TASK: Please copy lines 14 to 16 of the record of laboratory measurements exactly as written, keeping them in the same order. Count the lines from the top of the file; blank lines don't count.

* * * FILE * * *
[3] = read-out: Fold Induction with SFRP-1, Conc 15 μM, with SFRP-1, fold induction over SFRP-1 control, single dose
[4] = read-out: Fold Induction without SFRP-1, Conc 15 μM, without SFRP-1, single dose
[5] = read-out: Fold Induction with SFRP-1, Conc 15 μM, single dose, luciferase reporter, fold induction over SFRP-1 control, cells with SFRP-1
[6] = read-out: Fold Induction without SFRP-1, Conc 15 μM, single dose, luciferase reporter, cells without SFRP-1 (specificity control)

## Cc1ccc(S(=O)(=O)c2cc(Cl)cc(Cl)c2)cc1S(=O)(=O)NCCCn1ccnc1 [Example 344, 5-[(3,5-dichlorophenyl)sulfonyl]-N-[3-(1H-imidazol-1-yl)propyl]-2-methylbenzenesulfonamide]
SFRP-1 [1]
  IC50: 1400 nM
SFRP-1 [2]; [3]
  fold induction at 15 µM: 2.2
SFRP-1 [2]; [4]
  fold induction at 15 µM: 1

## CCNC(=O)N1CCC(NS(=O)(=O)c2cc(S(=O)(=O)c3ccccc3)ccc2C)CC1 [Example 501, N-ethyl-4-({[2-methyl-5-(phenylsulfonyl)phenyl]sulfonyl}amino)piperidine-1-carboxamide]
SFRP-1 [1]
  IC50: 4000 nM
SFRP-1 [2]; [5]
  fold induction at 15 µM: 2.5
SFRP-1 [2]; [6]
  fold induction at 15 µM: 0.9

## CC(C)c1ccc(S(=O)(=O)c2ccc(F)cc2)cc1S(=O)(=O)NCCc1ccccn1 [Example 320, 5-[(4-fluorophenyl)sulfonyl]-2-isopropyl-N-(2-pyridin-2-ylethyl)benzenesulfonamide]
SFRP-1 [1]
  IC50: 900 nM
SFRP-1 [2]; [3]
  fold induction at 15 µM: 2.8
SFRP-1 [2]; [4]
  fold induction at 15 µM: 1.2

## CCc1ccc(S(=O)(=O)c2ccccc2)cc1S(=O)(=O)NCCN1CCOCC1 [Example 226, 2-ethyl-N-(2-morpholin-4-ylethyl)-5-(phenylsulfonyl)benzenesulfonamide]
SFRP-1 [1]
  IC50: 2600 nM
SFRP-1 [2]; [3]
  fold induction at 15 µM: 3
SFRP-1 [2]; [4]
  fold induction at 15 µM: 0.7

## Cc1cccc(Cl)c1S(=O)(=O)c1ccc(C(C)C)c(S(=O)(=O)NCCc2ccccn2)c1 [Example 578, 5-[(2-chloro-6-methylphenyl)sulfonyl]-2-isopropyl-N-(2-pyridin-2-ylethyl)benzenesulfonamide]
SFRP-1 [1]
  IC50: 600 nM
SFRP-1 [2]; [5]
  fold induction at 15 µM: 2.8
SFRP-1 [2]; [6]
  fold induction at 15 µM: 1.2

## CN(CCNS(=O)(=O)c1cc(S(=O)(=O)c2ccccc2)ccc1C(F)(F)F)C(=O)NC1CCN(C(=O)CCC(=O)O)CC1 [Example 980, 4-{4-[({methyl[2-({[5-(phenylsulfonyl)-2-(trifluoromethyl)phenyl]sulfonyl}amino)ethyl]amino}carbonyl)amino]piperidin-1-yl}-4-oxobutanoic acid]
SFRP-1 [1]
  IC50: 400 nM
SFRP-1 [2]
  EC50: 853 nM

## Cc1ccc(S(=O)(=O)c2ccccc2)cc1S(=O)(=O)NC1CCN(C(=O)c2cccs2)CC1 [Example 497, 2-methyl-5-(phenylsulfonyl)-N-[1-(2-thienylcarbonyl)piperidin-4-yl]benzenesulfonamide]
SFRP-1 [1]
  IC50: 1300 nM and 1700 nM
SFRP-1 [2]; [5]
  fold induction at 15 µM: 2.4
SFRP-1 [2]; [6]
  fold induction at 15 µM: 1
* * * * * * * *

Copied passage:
  IC50: 4000 nM
SFRP-1 [2]; [5]
  fold induction at 15 µM: 2.5